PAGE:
Blog Post

Can Microsoft's Azure Find True Blue Developers?

Microsoft (s msft) on Tuesday said that its Azure cloud computing platform was open for business after more than a year of development. While Redmond may be late to the cloud bonanza, it now has a platform that could become a major force in cloud computing — if it can get developers to trust it. Derrick Harris takes an in-depth look at Azure over at GigaOM Pro (subscription required) to see what exactly Microsoft is offering and how it compares with other clouds.

Derrick is pretty optimistic about Microsoft’s chances to build a developer community for Azure. He said that since Azure offers a platform as a service, a fabric to join public and private clouds, and a robust SQL database, it will meet the needs of many potential customers. From his report:

What sets Windows Azure apart from the competition is that it tries to be everything to everyone, and often times it succeeds. For example, the sheer variety of languages and frameworks it supports is rare among PaaS offerings, most of which target one language or stack (e.g., Ruby on Rails or LAMP) and build the best possible service around it. This means that Azure might be attractive to developers who really like to experiment or businesses that run various types of applications, but that Azure won’t likely be the best at serving any particular language (except for .NET, of course). It remains to be seen whether PaaS customers will buy into Microsoft’s reputation and relative openness with Azure, or whether they will take their business to the best clouds for their particular jobs.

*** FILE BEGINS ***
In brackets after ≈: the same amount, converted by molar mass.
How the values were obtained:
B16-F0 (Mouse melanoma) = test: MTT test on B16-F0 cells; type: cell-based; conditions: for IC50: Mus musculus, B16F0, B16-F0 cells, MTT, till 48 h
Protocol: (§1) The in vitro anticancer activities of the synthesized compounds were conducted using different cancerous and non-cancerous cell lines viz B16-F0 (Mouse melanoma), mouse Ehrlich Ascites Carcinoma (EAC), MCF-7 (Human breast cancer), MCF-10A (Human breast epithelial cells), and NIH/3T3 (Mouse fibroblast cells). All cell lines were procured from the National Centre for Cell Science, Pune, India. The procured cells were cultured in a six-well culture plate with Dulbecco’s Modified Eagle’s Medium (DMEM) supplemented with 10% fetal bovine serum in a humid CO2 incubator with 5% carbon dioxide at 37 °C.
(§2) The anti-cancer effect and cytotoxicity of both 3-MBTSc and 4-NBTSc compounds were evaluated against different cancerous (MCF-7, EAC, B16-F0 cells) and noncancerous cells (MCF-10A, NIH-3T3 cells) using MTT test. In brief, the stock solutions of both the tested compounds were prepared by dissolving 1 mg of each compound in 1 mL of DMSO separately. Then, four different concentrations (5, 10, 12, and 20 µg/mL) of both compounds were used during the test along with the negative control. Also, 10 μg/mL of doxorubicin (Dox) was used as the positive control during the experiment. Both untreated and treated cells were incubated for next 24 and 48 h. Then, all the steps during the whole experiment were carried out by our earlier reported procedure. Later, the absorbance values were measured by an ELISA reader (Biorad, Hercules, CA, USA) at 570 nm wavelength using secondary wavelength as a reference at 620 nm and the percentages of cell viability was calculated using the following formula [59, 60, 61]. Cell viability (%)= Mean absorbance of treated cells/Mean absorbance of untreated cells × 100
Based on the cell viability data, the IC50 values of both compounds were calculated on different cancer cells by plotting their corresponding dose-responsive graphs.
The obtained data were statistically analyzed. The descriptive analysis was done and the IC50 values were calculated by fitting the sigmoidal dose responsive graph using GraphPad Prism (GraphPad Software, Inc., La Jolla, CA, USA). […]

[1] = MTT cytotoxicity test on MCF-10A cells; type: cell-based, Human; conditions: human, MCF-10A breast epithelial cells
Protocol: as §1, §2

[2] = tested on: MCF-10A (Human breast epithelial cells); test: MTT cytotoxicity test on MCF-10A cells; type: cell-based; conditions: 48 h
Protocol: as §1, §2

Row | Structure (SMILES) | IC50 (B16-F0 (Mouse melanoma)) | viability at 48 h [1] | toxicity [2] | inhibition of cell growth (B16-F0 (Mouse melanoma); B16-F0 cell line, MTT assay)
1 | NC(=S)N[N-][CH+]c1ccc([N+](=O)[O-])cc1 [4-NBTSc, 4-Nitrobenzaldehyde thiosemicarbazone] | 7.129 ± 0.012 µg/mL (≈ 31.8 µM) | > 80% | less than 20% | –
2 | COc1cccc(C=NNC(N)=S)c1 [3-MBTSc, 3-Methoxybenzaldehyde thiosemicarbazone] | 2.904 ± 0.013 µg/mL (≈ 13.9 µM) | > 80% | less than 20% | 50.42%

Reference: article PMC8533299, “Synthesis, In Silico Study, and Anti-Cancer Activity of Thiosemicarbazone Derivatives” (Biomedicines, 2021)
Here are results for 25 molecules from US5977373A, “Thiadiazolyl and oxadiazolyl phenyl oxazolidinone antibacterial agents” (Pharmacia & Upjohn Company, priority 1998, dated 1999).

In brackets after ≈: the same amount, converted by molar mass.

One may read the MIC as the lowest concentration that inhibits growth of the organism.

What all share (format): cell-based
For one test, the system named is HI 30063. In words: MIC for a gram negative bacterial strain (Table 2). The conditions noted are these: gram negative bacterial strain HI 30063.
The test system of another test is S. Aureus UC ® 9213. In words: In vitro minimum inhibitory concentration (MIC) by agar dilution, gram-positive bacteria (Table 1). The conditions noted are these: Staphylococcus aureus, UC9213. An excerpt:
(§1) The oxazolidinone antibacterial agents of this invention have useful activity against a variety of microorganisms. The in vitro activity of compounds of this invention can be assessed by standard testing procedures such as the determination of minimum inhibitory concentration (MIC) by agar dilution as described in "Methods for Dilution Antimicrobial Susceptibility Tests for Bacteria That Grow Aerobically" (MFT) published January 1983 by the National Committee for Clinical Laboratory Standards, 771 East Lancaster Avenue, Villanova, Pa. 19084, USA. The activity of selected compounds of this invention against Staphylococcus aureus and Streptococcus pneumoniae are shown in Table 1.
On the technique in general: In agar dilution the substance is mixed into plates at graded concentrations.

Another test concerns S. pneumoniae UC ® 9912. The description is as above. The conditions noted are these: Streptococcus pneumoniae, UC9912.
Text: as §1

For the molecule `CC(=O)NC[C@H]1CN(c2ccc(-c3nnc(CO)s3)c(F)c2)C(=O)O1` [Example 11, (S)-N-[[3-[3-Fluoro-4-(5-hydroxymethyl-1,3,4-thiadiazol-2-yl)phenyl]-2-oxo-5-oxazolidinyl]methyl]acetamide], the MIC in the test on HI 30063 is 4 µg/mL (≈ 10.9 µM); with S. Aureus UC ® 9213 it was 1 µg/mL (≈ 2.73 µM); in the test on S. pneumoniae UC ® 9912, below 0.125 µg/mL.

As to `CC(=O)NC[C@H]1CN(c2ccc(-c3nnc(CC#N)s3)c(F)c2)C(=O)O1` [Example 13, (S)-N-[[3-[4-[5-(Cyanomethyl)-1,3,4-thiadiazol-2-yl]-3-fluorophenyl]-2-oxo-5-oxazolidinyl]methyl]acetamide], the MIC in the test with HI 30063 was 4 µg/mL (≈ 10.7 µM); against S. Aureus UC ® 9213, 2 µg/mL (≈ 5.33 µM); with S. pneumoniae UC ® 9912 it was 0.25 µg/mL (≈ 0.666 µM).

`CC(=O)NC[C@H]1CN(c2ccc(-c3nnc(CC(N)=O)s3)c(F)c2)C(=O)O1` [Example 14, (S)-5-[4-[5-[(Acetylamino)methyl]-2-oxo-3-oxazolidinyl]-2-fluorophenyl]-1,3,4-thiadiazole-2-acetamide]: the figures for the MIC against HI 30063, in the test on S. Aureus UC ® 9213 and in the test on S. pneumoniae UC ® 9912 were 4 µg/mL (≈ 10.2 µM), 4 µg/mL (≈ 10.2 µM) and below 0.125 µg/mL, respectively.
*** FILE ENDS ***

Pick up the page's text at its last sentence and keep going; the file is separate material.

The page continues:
The question of Microsoft’s success may boil down to how much enterprises and customers need to consolidate all of their IT operations in a single cloud or with one vendor. It could also depend on whether those customers want to take advantage of the plethora of application-specific or language-specific platforms for each IT function. If they do, then there’s no need for a general purpose cloud that tries to be all things to all developers because customers will seek to find the best fit for each program they want to run.

6 Responses to “Can Microsoft's Azure Find True Blue Developers?”

  1. The table does not include language support or instance for IaaS offerings because they are inherently more flexible that PaaS offerings. As for Joyent, it does not offer a separate database service, but, rather optimized instances. Such instances are available on GoGrid, EC2, etc., but are not a service per se.

  2. I think it is important to mention that the drive with Azure is not necessarily to put everything in the Cloud but to utilise a combination of on-premise and cloud based infrastructure. Each customer’s needs will dictate the balance of this combination.

  3. I think there is an error on the picture – Amazon does offer a LAMP instance (through Amazon) and a ton of customized instances (Java etc) through customized instances from third parties. Most of these custom instance types are also free.

    Hope this adds to the discussion.

  4. Not sure the matrix makes a ton of sense. I use Joyent very heavily, and have “relational database service” with them – dedicated, tuned MySQL servers. In fact, I’m able to keep my costs low by putting multiple clients onto a single MySQL instance.

  5. I think Aptana ( is missing from the list. They have some sort of service to deploy web applications but I have not used it. I do use their version of Eclipse editor and am pretty happy with it. From what I can tell they have made it very easy to deploy to the cloud.

    What would be very cool is complete project hosting. The provider could offer Git or SVN hosting. When the application is ready for use it would be so easy on the server side to simply copy the project files over to a public directory.